Think of the 3 most important people in your life and make sure you know who they are before you keep reading. Pause. Take a breath. Did you make the list?
As navigators, we are always helping others. We help patients and their families navigate complex medical systems. We help them learn new–sometimes scary–terminology, work to navigate the anxiety that comes with a new diagnosis, teach patients and families how to take care of themselves with new limitations, adjust to a new normal, and sometimes even prepare for the end of their life.
As nurse navigators, social workers, and patient navigators, we are often the glue of the team. Regardless of a navigator’s educational background, we are often seen as the person that holds the process together and safely gets a patient from one point in time to another. We are connected in the community, know where the resources are, and often are the first person a patient reaches out to when they need something. Navigators exude compassion. We are often so full of compassion it is palpable in every interaction that we have with patients, families, and colleagues.
Now, I want you to revisit the list of the 3 most important people in your life you made when you started reading this blog. Are you on that list?
When we think about compassion, it does not just extend to our patients, the healthcare teams that we work with, and our own families–we must also extend compassion to ourselves. This is especially important today as we work with staffing shortages, a global pandemic, and different needs coming at us from all different directions.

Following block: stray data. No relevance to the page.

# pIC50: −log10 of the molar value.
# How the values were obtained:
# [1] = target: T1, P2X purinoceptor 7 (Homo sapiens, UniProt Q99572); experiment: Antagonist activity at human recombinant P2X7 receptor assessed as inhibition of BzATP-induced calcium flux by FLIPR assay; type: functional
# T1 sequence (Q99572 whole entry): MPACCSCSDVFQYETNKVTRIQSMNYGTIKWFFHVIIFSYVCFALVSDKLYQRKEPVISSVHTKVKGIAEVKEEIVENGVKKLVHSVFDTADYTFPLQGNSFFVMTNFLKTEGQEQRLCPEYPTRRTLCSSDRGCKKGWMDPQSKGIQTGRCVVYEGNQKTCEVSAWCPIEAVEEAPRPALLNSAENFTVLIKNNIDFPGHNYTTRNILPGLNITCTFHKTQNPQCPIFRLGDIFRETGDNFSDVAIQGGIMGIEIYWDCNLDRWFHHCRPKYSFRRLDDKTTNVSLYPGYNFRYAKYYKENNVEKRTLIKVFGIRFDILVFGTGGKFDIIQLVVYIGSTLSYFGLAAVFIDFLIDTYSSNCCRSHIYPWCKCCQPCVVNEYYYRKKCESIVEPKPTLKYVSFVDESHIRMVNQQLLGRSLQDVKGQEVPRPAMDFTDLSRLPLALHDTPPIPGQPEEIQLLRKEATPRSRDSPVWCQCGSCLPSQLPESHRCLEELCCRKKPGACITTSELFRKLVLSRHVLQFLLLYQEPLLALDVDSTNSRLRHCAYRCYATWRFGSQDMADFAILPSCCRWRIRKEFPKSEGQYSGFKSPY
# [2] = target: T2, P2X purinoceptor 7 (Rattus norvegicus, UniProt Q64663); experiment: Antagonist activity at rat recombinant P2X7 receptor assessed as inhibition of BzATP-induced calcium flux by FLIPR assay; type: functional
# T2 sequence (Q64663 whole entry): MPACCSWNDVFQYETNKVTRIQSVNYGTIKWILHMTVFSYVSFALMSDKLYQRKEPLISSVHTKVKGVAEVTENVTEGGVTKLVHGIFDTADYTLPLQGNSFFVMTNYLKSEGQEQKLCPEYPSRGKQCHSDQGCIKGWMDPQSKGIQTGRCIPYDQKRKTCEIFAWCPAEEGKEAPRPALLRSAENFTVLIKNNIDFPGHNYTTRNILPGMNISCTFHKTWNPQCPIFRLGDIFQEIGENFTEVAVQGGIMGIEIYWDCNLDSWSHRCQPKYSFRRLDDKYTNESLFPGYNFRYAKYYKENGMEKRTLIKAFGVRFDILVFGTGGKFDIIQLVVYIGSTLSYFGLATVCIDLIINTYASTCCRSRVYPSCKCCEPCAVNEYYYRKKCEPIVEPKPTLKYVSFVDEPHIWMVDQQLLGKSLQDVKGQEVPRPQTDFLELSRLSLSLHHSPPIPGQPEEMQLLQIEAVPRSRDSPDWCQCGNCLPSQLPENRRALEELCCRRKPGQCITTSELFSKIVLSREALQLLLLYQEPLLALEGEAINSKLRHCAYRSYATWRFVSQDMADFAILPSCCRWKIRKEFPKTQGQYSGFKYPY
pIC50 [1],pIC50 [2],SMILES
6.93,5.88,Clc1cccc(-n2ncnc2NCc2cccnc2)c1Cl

Being a member of AONN+ has given me a compassionate community to learn from, to grow with, and to reach out when I need support. At the heart of navigation is compassion and serving others, but what’s equally important is our ability to have compassion for ourselves. We must also create space and tenderness for our own suffering and our own humanness. Dr. Kristin Neff, a leading researcher and expert in the self-compassion space, highlights 3 elements of self-compassion:
- Self-Kindness versus Self-Judgment
- Common Humanity versus Isolation
- Mindfulness versus Over-Identification
Today, many of us are critical of ourselves feeling like we cannot do enough. We are isolated because of COVID and the daily demands of life, and it’s easy to go down the rabbit hole of over-identifying with our negative thoughts or being swept up in the pain of the world.
As navigators, having compassion towards others comes easily. Our ability to witness another person’s suffering and respond to their pain is what makes us so good at the work that we do. We must work at giving ourselves that same gift of compassion.
There are many ways we can do that. One way is by putting our own needs first–whether we do that by taking a lunch break, reading the AONN+ blog, joining navigation networks and sharing time and space with colleagues, or even taking a break to be rejuvenated by a conference, these are all ways we can show ourselves compassion.
We can also pay attention to the way we speak to ourselves. What happens when you make a mistake? What does the voice in your head say? Would you ever talk to a friend like that? If not–take a pause to find a new way to speak to yourself.
How often during the day do you take a pause for yourself? Whether it’s just a moment to connect with your breath before you hurry to help the next patient, taking time to think about things you are grateful for, or reflecting on the meaning of your work.
Self-compassion is not made up of grand gestures but a million small shifts in how we treat and talk to ourselves. As oncology nurse, social work, and patient navigators, we have all mastered the art of being compassionate. Now it’s time to practice using that skill set on ourselves.